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    The Drama Program at Pasco High School
    The drama program at Pasco High School allows students the opportunity to explore many aspects of the performing arts within many different venues. The drama year consists of a fall show, a March show, and spring student directed one act plays. Given time and money, we also invite a guest artist to teach a workshop perhaps on acting or tech theatre. Aside from singing, dancing, and acting, our students have an opportunity to learn to stage manage, direct, build sets, run lights and sound equipment, make costumes, crew a show and many other technical endeavors.

    The students enjoy performing for their peers at PHS, but they especially enjoy performing out in the community and around the state each year where they get a chance to share their talents with others and see what other high schools are doing in the performing arts. The one act CBC play festival has been a great vehicle for this kind of touring. Within the drama club there is the ability to earn membership to the Thespian Society, an international theatrical honor's society.

    To know more about the Thespian Society see our side menu. To become a member of the drama program, only interest and perhaps a bold heart are needed. Everyone is welcome to audition for any of our shows or be involved as a "techie". Overall, the drama program fosters teamwork and disciple while having a great time. Give us a try!

    Acting Careers
    Look up actor in many careers publications, and the message can be dispiriting. Yes, it's hard work, the hours are long, regular employment is unlikely and, for many, income may be limited and need to be supplemented by temporary periods of alternative employment. But acting is a profession in which the personal rewards are immense. After all, how many careers are there where you can make a living doing something that you really want to do? And for a significant number of actors, the financial rewards can be very healthy indeed. Of course not everyone is going to achieve illustrious careers, but, for many others, sufficient income can be generated by work in theatre, film, television and radio to provide a decent living for the individual and a family.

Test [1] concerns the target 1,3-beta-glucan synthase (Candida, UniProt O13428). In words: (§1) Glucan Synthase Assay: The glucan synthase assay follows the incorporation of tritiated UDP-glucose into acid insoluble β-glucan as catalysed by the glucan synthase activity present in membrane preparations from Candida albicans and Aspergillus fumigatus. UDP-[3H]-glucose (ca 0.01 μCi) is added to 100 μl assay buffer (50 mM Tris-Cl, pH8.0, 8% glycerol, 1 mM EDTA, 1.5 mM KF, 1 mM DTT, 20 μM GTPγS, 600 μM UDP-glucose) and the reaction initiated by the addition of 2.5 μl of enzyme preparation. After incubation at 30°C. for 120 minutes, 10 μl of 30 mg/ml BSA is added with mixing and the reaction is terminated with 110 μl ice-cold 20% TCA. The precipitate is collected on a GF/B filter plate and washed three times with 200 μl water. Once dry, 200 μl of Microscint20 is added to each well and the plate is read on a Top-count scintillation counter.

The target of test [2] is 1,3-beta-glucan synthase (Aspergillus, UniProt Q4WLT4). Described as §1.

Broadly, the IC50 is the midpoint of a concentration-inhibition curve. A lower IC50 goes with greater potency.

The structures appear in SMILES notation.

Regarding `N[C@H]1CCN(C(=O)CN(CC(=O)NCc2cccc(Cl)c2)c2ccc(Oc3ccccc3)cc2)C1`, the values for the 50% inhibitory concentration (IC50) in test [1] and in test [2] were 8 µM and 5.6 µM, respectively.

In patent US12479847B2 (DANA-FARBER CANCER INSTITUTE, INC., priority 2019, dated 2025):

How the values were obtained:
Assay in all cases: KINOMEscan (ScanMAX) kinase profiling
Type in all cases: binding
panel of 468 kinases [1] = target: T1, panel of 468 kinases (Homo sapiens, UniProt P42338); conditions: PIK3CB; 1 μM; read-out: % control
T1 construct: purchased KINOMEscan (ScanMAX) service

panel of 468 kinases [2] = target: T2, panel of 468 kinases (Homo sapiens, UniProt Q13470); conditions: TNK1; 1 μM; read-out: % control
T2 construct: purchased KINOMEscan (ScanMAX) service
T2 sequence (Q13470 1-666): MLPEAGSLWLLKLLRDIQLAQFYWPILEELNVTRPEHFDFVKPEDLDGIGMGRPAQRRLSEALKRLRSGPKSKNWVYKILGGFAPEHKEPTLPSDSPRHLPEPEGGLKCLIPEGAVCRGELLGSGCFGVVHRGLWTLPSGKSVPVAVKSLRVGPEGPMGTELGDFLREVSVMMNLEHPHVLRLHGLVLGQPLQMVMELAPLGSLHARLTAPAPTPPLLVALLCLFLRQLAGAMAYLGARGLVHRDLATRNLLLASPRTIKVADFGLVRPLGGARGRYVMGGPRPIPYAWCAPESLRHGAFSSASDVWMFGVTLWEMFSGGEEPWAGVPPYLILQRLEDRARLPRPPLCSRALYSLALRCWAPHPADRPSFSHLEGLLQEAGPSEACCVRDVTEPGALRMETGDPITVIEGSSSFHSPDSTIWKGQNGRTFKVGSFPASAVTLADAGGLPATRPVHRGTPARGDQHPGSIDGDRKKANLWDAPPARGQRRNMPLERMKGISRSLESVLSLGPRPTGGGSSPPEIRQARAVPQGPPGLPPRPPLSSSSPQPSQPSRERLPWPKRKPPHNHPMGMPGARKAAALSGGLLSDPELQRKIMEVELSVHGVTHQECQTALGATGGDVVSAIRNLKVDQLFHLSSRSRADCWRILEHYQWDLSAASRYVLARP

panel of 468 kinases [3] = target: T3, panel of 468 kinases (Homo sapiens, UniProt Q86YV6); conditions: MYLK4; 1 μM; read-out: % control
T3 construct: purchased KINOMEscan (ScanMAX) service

Should I Choose a Drama School anfter?
    No-one denies that acting is an increasingly competitive profession. It therefore makes sense to have as many advantages under your belt as possible. And certainly training at a recognized drama school is one of the greatest advantages of all. It provides not only the discipline, practical skills and intellectual understanding necessary for a lasting career, but also opportunities to be seen by agents, casting directors, theatres and television companies, so vital to securing that all-important first job.

    Like other liberal arts graduates, drama majors pursue a variety of careers. Some graduates apply their skills of critical reading, writing, and thinking to fields as diverse as business or law. Other graduates remain within the field and work in their chosen area whether as actors, designers, directors, or dramaturges; as managers of theatres or arts organizations; or as critics and teachers. All of these career paths require forethought; some require graduate study.